Type A acute aortic dissection (TAAD) during pregnancy is a
life-threatening event for both the mother and unborn baby. Pregnancy
has been recognised as an independent risk factor for TAAD, postulated
to be due to physiological changes that cause hyperdynamic circulation.
Presentation can be atypical in many cases and further concern from
clinicians of fetal radiation exposure can result in missed or delayed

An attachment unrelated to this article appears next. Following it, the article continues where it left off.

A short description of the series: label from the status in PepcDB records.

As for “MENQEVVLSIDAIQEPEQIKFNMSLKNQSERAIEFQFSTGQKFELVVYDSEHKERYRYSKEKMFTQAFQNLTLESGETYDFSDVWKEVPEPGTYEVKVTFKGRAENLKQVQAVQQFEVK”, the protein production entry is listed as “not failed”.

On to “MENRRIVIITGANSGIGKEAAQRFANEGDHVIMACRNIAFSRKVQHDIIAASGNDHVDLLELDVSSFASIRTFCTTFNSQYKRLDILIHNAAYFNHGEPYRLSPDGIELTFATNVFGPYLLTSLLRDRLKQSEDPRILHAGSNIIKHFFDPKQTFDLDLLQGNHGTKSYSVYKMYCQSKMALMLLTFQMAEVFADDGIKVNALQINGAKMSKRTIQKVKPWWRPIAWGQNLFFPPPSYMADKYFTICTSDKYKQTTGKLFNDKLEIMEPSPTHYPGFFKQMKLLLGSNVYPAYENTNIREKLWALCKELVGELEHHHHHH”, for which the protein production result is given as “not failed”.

diagnoses. Investigation via quickest form of imaging, whether CT, MRI
or transoesophageal echocardiography, should be carried out promptly due
to the high risk of mortality. Surgical management of TAAD in pregnancy
revolves primarily around the decision to deliver the foetus
concomitantly or to perform aortic repair with the foetus in utero. This
review will summarise the difficulties faced when managing TAAD in
pregnancy, and important questions for future research.